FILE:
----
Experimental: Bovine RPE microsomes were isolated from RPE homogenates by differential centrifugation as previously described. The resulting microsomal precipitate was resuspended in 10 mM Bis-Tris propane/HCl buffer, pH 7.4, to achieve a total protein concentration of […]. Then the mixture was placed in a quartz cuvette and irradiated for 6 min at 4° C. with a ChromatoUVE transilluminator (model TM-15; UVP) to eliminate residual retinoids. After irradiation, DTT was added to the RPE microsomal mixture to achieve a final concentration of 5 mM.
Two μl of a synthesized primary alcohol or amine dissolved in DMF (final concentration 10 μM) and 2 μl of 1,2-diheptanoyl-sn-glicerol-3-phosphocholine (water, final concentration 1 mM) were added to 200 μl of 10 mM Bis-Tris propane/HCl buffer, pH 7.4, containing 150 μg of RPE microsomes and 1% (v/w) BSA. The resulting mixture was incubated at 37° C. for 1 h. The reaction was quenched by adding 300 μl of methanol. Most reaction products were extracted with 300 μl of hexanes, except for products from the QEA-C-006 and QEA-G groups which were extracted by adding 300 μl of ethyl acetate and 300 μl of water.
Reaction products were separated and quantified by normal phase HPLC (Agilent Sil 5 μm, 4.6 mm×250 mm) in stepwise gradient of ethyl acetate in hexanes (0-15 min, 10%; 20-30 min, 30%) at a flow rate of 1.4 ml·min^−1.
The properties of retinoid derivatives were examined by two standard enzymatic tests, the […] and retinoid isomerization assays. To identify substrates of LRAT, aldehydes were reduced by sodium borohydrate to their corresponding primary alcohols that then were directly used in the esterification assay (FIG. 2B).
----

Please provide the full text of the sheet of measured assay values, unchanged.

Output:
Experimental: Bovine RPE microsomes were isolated from RPE homogenates by differential centrifugation as previously described. The resulting microsomal precipitate was resuspended in 10 mM Bis-Tris propane/HCl buffer, pH 7.4, to achieve a total protein concentration of […]. Then the mixture was placed in a quartz cuvette and irradiated for 6 min at 4° C. with a ChromatoUVE transilluminator (model TM-15; UVP) to eliminate residual retinoids. After irradiation, DTT was added to the RPE microsomal mixture to achieve a final concentration of 5 mM.
Two μl of a synthesized primary alcohol or amine dissolved in DMF (final concentration 10 μM) and 2 μl of 1,2-diheptanoyl-sn-glicerol-3-phosphocholine (water, final concentration 1 mM) were added to 200 μl of 10 mM Bis-Tris propane/HCl buffer, pH 7.4, containing 150 μg of RPE microsomes and 1% (v/w) BSA. The resulting mixture was incubated at 37° C. for 1 h. The reaction was quenched by adding 300 μl of methanol. Most reaction products were extracted with 300 μl of hexanes, except for products from the QEA-C-006 and QEA-G groups which were extracted by adding 300 μl of ethyl acetate and 300 μl of water.
Reaction products were separated and quantified by normal phase HPLC (Agilent Sil 5 μm, 4.6 mm×250 mm) in stepwise gradient of ethyl acetate in hexanes (0-15 min, 10%; 20-30 min, 30%) at a flow rate of 1.4 ml·min^−1.
The properties of retinoid derivatives were examined by two standard enzymatic tests, the […] and retinoid isomerization assays. To identify substrates of LRAT, aldehydes were reduced by sodium borohydrate to their corresponding primary alcohols that then were directly used in the esterification assay (FIG. 2B).